“I found comfort in reading books by people I knew and loved, like Patricia Scanlan and Marian Keyes, as well as Australian writer Kerry Greenwood, who penned the Phryne Fisher mysteries. I just wanted to read about love and happiness.”


This is what Cathy is renowned for providing to her own readers – as well as relatable characters, strong female role models and storylines which reflect society.

Themes of family, betrayal, loyalty, depression, grief, parentage, misogyny, empty nest syndrome and gambling addiction are all explored within her new novel Sisterhood.

Born in Belfast but raised in Dublin, Cathy worked for 13 years as a newspaper journalist, before her 1997 debut novel, Woman To Woman, became an international best seller.

“I read three or four newspapers every day. I want to know what’s going on in the world and reflect that,” she says about her writing.

“There are so many ads for gambling. It’s frightening because it’s so easy to subtly gamble and lose an awful lot of money. Thankfully, if I wanted to lose money, I’d just go to TK Maxx,” she jokes.


The main theme of Sisterhood, however, centres around Lou Fielding, whose world implodes on the night of her 50th birthday party as her mother reveals a hidden secret in front of all the guests.

Hurt and embarrassed, Lou and her sister Toni set off to Sicily on a journey of self-discovery, which will make her figure out how to stop pleasing everyone else and carve out who she really wants to be.

Themes of female empowerment and encouraging women to be their authentic selves appear in many of Cathy’s books.

“I’ve written about that a lot because many women don’t believe in themselves or stand up for themselves. Sadly there’s still a lot of misogyny in the world. I mean, just look at Andrew Tate.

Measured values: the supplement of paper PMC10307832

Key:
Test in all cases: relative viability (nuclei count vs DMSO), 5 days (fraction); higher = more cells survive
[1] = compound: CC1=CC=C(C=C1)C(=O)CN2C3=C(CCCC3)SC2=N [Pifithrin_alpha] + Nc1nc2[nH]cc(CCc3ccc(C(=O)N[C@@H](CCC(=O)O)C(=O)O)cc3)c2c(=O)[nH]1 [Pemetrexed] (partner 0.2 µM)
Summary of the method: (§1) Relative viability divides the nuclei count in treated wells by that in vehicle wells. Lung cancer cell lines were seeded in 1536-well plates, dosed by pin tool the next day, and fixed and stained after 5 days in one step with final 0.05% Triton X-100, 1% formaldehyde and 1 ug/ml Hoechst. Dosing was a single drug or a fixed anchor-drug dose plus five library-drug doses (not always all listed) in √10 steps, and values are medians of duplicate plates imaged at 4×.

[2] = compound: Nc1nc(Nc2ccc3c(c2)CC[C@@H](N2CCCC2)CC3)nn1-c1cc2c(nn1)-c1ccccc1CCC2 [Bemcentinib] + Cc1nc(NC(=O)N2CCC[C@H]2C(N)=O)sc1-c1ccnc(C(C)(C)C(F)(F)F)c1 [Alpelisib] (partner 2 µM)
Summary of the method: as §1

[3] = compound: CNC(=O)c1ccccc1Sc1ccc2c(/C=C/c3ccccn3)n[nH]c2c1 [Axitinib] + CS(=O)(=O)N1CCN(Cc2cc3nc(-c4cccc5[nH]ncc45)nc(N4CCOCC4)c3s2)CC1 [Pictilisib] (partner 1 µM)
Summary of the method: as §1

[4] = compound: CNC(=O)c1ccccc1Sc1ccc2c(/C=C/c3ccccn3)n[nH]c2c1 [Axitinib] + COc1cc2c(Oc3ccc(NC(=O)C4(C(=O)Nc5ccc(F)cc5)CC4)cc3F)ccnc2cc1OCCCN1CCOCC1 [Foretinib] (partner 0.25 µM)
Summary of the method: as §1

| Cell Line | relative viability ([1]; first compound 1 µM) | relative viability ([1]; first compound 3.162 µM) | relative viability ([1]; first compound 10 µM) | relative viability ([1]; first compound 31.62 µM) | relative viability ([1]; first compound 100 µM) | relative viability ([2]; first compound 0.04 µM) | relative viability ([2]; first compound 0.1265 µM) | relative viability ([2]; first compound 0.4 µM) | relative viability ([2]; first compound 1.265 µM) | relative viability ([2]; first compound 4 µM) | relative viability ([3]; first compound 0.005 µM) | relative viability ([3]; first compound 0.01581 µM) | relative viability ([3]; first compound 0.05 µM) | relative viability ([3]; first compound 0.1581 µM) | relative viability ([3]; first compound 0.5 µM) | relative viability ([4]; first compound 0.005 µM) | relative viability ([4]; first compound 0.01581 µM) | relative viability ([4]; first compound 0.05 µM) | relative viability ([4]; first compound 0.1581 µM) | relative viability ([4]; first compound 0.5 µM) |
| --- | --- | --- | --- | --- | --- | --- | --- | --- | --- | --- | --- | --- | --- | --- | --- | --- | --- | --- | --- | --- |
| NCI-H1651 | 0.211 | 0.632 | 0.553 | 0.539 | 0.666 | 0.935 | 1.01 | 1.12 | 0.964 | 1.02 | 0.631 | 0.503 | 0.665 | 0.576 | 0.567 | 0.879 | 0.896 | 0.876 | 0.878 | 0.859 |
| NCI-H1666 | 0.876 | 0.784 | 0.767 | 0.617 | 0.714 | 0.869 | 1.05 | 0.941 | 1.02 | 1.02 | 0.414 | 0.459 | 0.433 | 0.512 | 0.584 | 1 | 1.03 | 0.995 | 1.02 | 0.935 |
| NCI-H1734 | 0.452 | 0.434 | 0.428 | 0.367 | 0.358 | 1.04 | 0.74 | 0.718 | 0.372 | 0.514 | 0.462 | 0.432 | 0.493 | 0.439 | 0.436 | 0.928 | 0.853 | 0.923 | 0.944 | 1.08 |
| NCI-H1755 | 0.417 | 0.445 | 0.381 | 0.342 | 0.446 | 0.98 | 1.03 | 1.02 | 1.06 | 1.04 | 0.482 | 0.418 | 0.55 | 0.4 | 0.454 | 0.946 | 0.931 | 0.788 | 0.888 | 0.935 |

“I wanted to write a novel that captures the moment when a woman decides to stop pleasing other people and decides that she comes first.

“Women so often don’t do that. We think we have to come last. In Sisterhood, I have a chance to dive into that theory with lovely, anxious Lou and with her high-achieving sister, Toni.”

Cathy particularly enjoyed writing the role of the feisty tv journalist and women in business mentor Toni.

“I secretly want to be like Toni. She takes no s*it and that’s very powerful because quite often as women we have to be careful what we say because we don’t want to antagonise people.

“I don’t do a lot on social media. There’s a lot of thoughts I wouldn’t post online in case I’m threatened with misogyny and I don’t know if I could cope with that.

“It was refreshing writing about someone who was saying this is who I am and do not be misogynistic towards me because you’re going to find that that doesn’t work.”

Cathy has slowly started her next novel, which draws upon her recent personal experience.

“I have a character in the book that has gone through cancer. It’s early days but I want it to be uplifting and funny. I tried as far as I could to keep humour alive when I was sick. It wasn’t easy, but humour gets you through a lot.”

Cathy Kelly standing in white shirt
In her novels Cathy Kelly tells stories about women’s lives (Barry McCall)

Looking ahead, Cathy is dreaming of a trip to Morocco with her partner PJ, and of course, planning on helping others.


She has been a Goodwill Ambassador for UNICEF Ireland since 2005, and now wants to use her “voice and profile to do something in the cancer world”.

“I’m interested in raising funds for and making people consider cancer trials. Many think if you get involved in a cancer trial it’s a last resort – it’s not at all like that.”

Sisterhood by Cathy Kelly is published by HarperCollins and is out now.